Posted in Uncategorized on June 5, 2010 by oftheevent

Katy and I saw this at the Sprout Fund’s summer party last night.  For those of you familiar with Pittsburgh, this provides a different view of it than you may be used to.  For those of you unfamiliar, this is what it looks like in an impressive nutshell.  Make sure you zoom in.


Pli Call for Papers on “Contingency”

Posted in Uncategorized on May 21, 2010 by oftheevent

The folks over at Pli have recently put up a new call for papers on the topic of “Contingency”:

Call for Papers

Pli invites submissions for the next volume (22) on the topic of Contingency. Recently, contingency has been reassessed (Meillassoux, After Finitude) in ways which bring that notion back into the centre of the contemporary philosophical debate. For the next volume of Pli we welcome papers that aim to understand or shed new light on this important notion.

“The root of freedom in God is the possibility or contingency of things, by which it happens that innumerable things are found which are neither necessary nor impossible, from which God chooses those which do most to testify to his own glory.” Leibniz, Contingency and Necessity.

“In this externality, the determinations of the Notion have the show of an indifferent subsistence and isolation [Vereinzelung] in regard to each other, and the Notion, therefore, is present only as something inward. Consequently, Nature exhibits no freedom in its existence, but only necessity and contingency.” Hegel, s248, Encyclopedia.

“The Logos breaks up into hieroglyphics, each one of which speaks the transcendent language of a faculty. Even the point of departure – namely, sensibility in the encounter with that which forces sensation – presupposes neither affinity nor predestination. On the contrary, it is the fortuitousness or the contingency of the encounter which guarantees the necessity of that which it forces to be thought.” Deleuze, Difference and Repetition.

Possible topics include:

  • Contingency, necessity and probability.
  • The necessity of contingency in Quentin Meillassoux.
  • Early modern understanding of contingency in Leibniz and/or Spinoza.
  • Contingency after Kant.
  • The Hegelian rehabilitation of the principle of sufficient reason.
  • Nietzschean becoming.
  • Contingency and Heideggerian ‘facticity’.
  • Contingency and the Event
  • Submissions should be articles no longer than 8,000 words, accompanied by an abstract, and sent by email to: Alternatively submissions can be sent in the form of a single hard copy plus a copy on disk as a Word, ODT or RTF file. Include an e-mail address for future correspondence. The deadline for submissions is the 30th of June 2010. Please refer to the ‘Notes for Contributors’ on the journal’s website.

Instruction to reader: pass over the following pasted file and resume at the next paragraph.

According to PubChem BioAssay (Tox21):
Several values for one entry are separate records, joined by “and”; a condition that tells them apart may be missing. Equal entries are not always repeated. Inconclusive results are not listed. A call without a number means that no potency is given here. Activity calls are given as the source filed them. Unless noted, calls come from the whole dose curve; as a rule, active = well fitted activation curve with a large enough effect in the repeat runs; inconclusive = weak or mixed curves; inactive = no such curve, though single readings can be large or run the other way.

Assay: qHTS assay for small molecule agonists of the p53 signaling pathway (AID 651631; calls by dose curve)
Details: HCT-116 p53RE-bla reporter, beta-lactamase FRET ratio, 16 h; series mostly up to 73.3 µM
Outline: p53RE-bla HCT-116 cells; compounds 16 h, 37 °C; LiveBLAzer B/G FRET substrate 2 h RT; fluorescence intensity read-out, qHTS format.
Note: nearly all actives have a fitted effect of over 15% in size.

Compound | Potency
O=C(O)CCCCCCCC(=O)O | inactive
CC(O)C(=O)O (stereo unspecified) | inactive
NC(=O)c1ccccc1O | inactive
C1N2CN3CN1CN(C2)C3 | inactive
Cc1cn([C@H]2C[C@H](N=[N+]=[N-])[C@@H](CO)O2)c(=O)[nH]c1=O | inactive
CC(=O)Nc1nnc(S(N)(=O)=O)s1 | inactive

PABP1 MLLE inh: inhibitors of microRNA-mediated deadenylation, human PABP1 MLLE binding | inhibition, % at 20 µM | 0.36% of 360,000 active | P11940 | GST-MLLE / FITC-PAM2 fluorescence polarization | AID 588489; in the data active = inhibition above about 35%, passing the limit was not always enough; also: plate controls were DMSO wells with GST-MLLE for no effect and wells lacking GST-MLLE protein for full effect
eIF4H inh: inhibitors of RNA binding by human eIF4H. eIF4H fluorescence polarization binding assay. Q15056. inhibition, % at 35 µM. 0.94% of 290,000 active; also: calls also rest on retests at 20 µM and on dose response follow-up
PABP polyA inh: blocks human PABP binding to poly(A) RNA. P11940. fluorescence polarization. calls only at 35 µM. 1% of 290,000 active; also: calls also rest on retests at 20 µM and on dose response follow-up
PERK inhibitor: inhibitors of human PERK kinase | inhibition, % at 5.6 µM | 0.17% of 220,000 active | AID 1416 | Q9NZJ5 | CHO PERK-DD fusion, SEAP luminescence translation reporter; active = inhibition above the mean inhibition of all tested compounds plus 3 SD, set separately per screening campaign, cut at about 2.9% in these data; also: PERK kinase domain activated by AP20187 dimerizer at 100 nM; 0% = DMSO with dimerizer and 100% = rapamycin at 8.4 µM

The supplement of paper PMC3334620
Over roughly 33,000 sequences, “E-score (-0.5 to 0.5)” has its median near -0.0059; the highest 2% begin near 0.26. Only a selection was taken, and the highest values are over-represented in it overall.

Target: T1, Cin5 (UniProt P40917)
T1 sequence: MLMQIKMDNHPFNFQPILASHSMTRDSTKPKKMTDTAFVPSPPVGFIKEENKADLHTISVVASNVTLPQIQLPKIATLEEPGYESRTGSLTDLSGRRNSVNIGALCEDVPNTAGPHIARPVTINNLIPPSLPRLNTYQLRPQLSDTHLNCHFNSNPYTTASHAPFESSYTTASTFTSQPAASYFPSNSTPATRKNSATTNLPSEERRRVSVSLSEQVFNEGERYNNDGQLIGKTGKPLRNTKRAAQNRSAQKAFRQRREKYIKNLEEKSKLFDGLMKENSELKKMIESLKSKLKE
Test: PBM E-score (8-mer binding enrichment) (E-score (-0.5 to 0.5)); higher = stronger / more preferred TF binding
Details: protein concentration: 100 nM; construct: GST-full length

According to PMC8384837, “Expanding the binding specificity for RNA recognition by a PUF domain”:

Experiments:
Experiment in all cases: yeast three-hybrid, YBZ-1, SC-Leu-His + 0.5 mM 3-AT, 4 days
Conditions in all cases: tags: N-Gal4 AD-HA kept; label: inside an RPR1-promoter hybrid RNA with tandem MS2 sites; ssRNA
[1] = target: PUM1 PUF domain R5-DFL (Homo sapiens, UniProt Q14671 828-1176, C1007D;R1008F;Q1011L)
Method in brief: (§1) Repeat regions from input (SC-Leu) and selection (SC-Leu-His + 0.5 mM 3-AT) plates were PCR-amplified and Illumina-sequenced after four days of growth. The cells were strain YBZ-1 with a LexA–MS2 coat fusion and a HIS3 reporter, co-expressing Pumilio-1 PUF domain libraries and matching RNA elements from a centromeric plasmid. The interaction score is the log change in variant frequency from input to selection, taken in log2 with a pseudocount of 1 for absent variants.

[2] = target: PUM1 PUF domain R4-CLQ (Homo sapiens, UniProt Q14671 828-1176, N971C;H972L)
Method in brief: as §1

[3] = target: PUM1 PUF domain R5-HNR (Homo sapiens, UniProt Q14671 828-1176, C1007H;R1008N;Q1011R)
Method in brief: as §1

Posted in Uncategorized on May 17, 2010 by oftheevent

    Cantor is in the news.  Well not really; but he is mentioned in this piece at the New York Times.

    Hobbes and Bacon Workshop

    Posted in Uncategorized on May 14, 2010 by oftheevent

    I just received the following which may be of interest to you:

    Bacon and Hobbes Workshop
    Contact Names:  Brendan O’Byrne (Trinity College, Dublin) and Noel E. Boulting (Noboss, Kent)
    Whilst attacking the Aristotelianism of their day both Bacon and Hobbes insisted that philosophical science was to the ultimate benefit of mankind. Both replaced a reverence for tradition by a belief in method. If, for Bacon, ambiguities in language generated the idols of the market place, for Hobbes words were too often the money of fools. This workshop is open to all topics related to the philosophies of Bacon and Hobbes, as well as the possible relationship between them. It is to be hoped that at least 12 papers can be given within four panels and contributors are expected to attend as many of these panels as possible.  An effort will be made to organize the panels around particular topics, and presenters will be asked to read papers in advance, as well as provide written comments on the two other papers given during their respective panel.  Since participants will have read one another’s papers in advance (thus making it unnecessary to read the papers aloud), longer, more developed work can be encouraged (20 pages and up).  Please send a 300-word abstract to Dr. Brendan O’Byrne The abstract should include the title of the paper; the author’s name; and email address.Please note:  subsidies are not available for the workshop; please be advised that all contributors will be expected to secure their own funding.  An official invitation can be made available for those requesting funding from their respective institutions or from independent agencies.
    Revised Deadline:  Friday June 25th. 2010
    Further details concerning the Sixth Annual Conference can be obtained from the website:

    Middlesex Shut Down

    Posted in Uncategorized on April 28, 2010 by oftheevent

    It looks as though Middlesex University has made the decision to eliminate the philosophy department there.  Unbelievable, especially with respect to the line of reasoning that it has made no “‘measurable’ contribution to the university.”  It will be interesting to see what impact this has on the philosophical community as a whole.  Administration, how out of touch can you be?

    Duquesne University Graduate Students in Philosophy Conference

    Posted in Uncategorized on April 9, 2010 by oftheevent

    It seems as though today is a day of announcements.  The Duquesne University Graduate Students in Philosophy conference will be held this weekend, and there are some exciting looking papers on the conference program.  I should be able to make it to most of the conference.

    New Hire At Duquesne

    Posted in Uncategorized on April 9, 2010 by oftheevent

    It has been announced that Dr. Michael Marder is being hired as an assistant professor here at Duquesne starting 2011-12.  His website can be found here.